Schools. Christ-Church, Charter-House. 171

Schools. Christ-Church, Charter-House.

sent thence to the Universities. To this Foundation belong also Twenty Pensioners, that is to say, fourteen Women and six Men; the former have 20s. a Quarter, and the Men 25s. a Quarter. Each have a Room and a Cellar, and a Garden Plat. The Founder Mr. Gibson's Picture is there remaining. This Foundation was once burnt down, but rebuilt by the Company of Coopers of London, the present Patrons.



Another of these famous Schools in London, is that of Christ's Church Hospital; which, as well as the Hospital, is under the Patronage and Government of the City. Here are commonly very learned and able Schoolmasters appointed from time to time; who formerly did not only instruct the poor Children of the Foundation, but many other Children of Citizens, sent thither by their Parents, who paid for their Schooling. And here they arrived oftentimes to very good Skill in the Grounds of Latin and Greek Learning, as well as at the other Schools before mentioned; but now none allowed to be taught there but such as are of the Foundation.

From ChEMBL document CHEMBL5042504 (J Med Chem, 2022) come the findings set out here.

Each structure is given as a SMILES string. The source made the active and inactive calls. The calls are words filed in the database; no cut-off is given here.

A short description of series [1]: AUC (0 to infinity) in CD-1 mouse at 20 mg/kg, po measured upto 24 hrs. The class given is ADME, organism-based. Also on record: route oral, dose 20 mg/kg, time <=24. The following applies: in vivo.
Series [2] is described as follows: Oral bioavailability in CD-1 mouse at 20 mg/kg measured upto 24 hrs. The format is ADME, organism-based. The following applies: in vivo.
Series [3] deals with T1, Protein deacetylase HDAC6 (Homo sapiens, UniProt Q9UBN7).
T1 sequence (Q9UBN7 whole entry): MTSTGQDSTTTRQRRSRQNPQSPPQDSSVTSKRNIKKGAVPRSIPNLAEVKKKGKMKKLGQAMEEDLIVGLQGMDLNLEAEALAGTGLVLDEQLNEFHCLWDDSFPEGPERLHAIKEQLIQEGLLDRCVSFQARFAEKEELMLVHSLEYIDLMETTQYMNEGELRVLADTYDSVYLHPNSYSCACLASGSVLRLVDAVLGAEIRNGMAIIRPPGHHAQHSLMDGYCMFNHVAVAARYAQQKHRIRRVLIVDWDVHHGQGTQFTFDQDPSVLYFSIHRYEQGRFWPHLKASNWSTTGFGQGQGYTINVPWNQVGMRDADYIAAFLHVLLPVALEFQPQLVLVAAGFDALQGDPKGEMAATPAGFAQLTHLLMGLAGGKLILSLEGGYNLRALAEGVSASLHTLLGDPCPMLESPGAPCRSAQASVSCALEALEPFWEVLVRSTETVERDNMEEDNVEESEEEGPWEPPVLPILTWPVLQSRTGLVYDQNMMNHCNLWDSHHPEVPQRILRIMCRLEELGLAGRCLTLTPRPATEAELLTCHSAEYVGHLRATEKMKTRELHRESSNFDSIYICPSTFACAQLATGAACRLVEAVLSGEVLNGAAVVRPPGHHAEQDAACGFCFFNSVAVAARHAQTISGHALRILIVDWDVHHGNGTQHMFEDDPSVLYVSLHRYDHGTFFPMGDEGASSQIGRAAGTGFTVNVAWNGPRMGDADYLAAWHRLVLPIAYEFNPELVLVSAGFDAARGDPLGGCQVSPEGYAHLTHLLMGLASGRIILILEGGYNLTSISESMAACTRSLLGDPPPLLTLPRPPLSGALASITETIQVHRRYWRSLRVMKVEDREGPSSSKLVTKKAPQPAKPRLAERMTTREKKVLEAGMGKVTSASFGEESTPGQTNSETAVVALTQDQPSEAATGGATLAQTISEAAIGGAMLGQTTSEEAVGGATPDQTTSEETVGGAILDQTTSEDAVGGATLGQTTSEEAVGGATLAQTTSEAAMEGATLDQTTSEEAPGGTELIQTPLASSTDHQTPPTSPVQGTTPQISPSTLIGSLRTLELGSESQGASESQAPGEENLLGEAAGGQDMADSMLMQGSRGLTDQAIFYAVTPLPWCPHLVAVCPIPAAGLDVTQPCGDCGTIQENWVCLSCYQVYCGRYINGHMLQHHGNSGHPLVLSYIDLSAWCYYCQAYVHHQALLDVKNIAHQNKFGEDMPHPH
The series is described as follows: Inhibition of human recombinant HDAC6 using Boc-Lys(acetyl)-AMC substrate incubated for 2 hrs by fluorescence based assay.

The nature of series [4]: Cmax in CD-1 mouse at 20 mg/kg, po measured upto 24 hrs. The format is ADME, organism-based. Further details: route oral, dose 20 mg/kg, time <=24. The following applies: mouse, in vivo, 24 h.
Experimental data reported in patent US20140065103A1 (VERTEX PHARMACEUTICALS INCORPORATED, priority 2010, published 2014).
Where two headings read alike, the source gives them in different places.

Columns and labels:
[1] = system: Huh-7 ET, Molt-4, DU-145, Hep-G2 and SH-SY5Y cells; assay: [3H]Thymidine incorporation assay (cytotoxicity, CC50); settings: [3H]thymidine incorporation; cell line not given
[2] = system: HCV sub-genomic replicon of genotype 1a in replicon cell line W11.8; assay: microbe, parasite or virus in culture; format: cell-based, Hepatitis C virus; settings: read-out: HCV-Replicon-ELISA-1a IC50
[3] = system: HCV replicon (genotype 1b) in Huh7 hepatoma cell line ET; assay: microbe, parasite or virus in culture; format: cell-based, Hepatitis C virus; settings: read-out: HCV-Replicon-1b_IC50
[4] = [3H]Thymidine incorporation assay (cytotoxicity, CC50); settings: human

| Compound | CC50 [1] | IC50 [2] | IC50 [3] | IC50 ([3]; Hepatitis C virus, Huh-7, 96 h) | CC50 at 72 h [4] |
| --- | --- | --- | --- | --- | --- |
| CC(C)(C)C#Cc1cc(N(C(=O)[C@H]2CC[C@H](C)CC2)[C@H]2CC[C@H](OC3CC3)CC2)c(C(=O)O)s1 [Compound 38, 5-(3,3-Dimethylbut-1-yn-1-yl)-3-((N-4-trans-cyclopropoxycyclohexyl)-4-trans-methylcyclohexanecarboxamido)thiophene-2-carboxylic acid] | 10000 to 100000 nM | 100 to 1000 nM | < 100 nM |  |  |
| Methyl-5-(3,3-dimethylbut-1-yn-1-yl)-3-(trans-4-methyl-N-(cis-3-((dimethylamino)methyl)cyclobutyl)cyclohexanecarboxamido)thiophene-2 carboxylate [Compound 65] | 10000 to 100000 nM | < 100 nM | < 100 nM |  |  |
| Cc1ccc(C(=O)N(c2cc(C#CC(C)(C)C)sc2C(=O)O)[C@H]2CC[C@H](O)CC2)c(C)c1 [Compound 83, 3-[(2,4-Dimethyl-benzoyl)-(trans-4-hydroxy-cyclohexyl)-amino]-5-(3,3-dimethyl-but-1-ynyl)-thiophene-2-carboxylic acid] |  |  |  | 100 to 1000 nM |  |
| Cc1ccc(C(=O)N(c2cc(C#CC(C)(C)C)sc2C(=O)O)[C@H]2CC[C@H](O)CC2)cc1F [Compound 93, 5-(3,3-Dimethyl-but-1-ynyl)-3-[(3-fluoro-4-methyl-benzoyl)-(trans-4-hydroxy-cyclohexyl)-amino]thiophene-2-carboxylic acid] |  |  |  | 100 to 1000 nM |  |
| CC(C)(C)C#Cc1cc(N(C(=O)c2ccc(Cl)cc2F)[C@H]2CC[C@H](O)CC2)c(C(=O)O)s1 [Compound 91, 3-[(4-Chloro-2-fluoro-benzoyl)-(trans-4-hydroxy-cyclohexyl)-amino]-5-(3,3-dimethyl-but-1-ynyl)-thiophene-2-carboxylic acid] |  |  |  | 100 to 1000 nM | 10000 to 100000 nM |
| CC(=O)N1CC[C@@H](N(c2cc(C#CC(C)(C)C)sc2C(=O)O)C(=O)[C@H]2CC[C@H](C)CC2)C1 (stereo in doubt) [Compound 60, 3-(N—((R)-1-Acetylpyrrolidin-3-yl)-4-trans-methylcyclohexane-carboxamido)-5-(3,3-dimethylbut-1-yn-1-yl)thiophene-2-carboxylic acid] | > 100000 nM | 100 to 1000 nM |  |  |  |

Christ Church School.

Let me mention a laudable Custom that the Scholars of this School had, that begun in the Year 1554. Which was, that on St. Bartholomew's Day publick Disputations were held among them upon the Points of Grammar, and upon what they had learned. And for the rendring it the more solemn, the Lord Maior and Aldermen, and the learned Counsil of the City, would be present, as Judges of the Disputation. Who, after all was over, rewarded those that acquitted themselves best with Pens of Gold and Silver, and gratified and encouraged the Schoolmasters with Money. This was set on foot by Sir Will. Chester in his Sherivalty. And Sir Martin Bows, a very wealthy, and as worthy a Citizen and Alderman, for the further Encouragement of this ingenuous Emulation among the Youth, added, for another Reward to be bestowed at these Disputations, Bows (in Allusion to his Name, and for a Remembrance of the Donor) and Arrows of Silver (in memory of his Trade, being a Goldsmith) and a certain Sum of Money to the Masters; and likewise to the Maior and his Brethren (to encourage them to be present) a Banquet of Wine and Pears. This continued throughout Queen Mary's Reign; but was laid aside in the beginning of Queen Elizabeth's. This, Cooper in his Chronicle (who was once a Schoolmaster himself in Magdalen College, Oxon.) took Notice of, as a very good Practice, and shewed himself sorry it was left off, being so profitable to the Children, and so comfortable to the City; and wished heartily that it might be revived again by some generous minded Men.

Disputations yearly among these Scholars.

Afterwards disused.

Epitome of Chron.